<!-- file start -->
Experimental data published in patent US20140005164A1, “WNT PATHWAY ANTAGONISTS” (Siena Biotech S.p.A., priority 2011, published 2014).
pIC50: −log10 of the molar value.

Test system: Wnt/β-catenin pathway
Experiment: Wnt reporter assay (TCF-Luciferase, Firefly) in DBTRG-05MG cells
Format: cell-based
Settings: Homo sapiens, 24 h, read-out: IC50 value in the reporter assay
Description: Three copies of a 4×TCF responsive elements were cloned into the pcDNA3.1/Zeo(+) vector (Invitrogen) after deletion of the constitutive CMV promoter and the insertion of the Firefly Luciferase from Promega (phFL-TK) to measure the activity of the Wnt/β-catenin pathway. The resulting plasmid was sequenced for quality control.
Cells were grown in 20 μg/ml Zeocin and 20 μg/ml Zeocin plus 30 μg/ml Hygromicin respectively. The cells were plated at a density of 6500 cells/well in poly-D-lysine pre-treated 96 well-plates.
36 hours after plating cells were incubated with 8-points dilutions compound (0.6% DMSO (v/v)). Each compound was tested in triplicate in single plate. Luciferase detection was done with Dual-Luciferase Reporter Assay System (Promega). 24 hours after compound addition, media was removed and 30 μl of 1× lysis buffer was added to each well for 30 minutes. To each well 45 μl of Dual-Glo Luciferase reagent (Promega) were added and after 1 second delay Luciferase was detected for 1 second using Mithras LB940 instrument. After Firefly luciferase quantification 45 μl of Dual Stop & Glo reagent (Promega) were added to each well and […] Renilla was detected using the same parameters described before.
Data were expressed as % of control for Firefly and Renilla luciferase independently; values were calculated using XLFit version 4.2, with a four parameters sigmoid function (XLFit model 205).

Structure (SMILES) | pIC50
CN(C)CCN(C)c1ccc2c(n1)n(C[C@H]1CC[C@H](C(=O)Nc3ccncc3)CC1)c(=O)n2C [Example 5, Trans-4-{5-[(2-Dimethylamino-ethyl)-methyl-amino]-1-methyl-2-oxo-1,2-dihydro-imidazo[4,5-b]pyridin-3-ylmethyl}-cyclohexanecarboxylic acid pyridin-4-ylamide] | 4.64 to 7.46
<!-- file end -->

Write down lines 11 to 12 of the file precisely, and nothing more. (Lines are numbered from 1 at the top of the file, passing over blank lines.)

Structure (SMILES) | pIC50
CN(C)CCN(C)c1ccc2c(n1)n(C[C@H]1CC[C@H](C(=O)Nc3ccncc3)CC1)c(=O)n2C [Example 5, Trans-4-{5-[(2-Dimethylamino-ethyl)-methyl-amino]-1-methyl-2-oxo-1,2-dihydro-imidazo[4,5-b]pyridin-3-ylmethyl}-cyclohexanecarboxylic acid pyridin-4-ylamide] | 4.64 to 7.46